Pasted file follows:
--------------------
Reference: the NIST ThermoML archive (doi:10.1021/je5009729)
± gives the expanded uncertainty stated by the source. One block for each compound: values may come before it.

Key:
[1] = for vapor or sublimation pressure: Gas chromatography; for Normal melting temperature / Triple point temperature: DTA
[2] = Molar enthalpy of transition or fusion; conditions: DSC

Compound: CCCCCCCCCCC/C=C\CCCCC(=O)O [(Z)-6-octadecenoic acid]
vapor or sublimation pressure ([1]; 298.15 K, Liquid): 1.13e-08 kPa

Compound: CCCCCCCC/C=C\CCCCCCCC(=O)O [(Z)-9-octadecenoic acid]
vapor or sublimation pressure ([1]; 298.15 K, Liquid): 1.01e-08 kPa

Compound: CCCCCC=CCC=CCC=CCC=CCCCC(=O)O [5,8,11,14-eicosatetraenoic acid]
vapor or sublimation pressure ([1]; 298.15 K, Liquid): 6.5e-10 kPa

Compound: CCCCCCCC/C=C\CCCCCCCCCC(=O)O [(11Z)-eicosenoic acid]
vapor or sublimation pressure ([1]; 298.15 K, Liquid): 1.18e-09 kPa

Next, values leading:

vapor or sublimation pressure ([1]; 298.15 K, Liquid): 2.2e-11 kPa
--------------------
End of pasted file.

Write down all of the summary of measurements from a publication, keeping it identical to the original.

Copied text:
Reference: the NIST ThermoML archive (doi:10.1021/je5009729)
± gives the expanded uncertainty stated by the source. One block for each compound: values may come before it.

Key:
[1] = for vapor or sublimation pressure: Gas chromatography; for Normal melting temperature / Triple point temperature: DTA
[2] = Molar enthalpy of transition or fusion; conditions: DSC

Compound: CCCCCCCCCCC/C=C\CCCCC(=O)O [(Z)-6-octadecenoic acid]
vapor or sublimation pressure ([1]; 298.15 K, Liquid): 1.13e-08 kPa

Compound: CCCCCCCC/C=C\CCCCCCCC(=O)O [(Z)-9-octadecenoic acid]
vapor or sublimation pressure ([1]; 298.15 K, Liquid): 1.01e-08 kPa

Compound: CCCCCC=CCC=CCC=CCC=CCCCC(=O)O [5,8,11,14-eicosatetraenoic acid]
vapor or sublimation pressure ([1]; 298.15 K, Liquid): 6.5e-10 kPa

Compound: CCCCCCCC/C=C\CCCCCCCCCC(=O)O [(11Z)-eicosenoic acid]
vapor or sublimation pressure ([1]; 298.15 K, Liquid): 1.18e-09 kPa

Next, values leading:

vapor or sublimation pressure ([1]; 298.15 K, Liquid): 2.2e-11 kPa